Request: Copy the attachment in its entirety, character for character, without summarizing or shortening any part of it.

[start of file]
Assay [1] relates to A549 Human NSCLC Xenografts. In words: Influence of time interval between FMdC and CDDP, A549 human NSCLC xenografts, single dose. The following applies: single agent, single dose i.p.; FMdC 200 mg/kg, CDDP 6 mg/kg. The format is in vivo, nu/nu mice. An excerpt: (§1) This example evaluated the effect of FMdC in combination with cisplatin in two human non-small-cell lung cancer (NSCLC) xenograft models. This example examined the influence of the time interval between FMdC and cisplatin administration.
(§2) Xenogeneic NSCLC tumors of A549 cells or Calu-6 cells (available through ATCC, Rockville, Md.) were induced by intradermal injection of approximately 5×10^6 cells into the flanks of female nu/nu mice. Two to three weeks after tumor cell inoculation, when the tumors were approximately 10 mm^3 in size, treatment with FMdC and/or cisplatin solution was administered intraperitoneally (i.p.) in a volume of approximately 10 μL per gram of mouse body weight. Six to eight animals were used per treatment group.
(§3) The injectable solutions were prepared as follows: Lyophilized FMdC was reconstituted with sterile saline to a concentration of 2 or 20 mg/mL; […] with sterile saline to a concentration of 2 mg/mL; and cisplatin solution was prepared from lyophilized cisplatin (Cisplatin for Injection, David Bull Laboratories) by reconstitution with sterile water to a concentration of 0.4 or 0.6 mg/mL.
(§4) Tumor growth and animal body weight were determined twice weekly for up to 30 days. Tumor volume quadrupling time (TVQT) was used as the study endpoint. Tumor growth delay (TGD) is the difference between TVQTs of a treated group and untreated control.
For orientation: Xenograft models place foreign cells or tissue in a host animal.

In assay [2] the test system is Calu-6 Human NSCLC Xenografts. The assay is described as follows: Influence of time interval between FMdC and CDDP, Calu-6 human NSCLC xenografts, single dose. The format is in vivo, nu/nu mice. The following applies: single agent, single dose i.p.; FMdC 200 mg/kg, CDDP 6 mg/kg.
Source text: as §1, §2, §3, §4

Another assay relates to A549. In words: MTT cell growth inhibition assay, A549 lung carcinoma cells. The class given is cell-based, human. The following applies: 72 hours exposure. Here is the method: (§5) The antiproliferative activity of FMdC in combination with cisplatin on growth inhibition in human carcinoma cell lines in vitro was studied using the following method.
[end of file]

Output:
Assay [1] relates to A549 Human NSCLC Xenografts. In words: Influence of time interval between FMdC and CDDP, A549 human NSCLC xenografts, single dose. The following applies: single agent, single dose i.p.; FMdC 200 mg/kg, CDDP 6 mg/kg. The format is in vivo, nu/nu mice. An excerpt: (§1) This example evaluated the effect of FMdC in combination with cisplatin in two human non-small-cell lung cancer (NSCLC) xenograft models. This example examined the influence of the time interval between FMdC and cisplatin administration.
(§2) Xenogeneic NSCLC tumors of A549 cells or Calu-6 cells (available through ATCC, Rockville, Md.) were induced by intradermal injection of approximately 5×10^6 cells into the flanks of female nu/nu mice. Two to three weeks after tumor cell inoculation, when the tumors were approximately 10 mm^3 in size, treatment with FMdC and/or cisplatin solution was administered intraperitoneally (i.p.) in a volume of approximately 10 μL per gram of mouse body weight. Six to eight animals were used per treatment group.
(§3) The injectable solutions were prepared as follows: Lyophilized FMdC was reconstituted with sterile saline to a concentration of 2 or 20 mg/mL; […] with sterile saline to a concentration of 2 mg/mL; and cisplatin solution was prepared from lyophilized cisplatin (Cisplatin for Injection, David Bull Laboratories) by reconstitution with sterile water to a concentration of 0.4 or 0.6 mg/mL.
(§4) Tumor growth and animal body weight were determined twice weekly for up to 30 days. Tumor volume quadrupling time (TVQT) was used as the study endpoint. Tumor growth delay (TGD) is the difference between TVQTs of a treated group and untreated control.
For orientation: Xenograft models place foreign cells or tissue in a host animal.

In assay [2] the test system is Calu-6 Human NSCLC Xenografts. The assay is described as follows: Influence of time interval between FMdC and CDDP, Calu-6 human NSCLC xenografts, single dose. The format is in vivo, nu/nu mice. The following applies: single agent, single dose i.p.; FMdC 200 mg/kg, CDDP 6 mg/kg.
Source text: as §1, §2, §3, §4

Another assay relates to A549. In words: MTT cell growth inhibition assay, A549 lung carcinoma cells. The class given is cell-based, human. The following applies: 72 hours exposure. Here is the method: (§5) The antiproliferative activity of FMdC in combination with cisplatin on growth inhibition in human carcinoma cell lines in vitro was studied using the following method.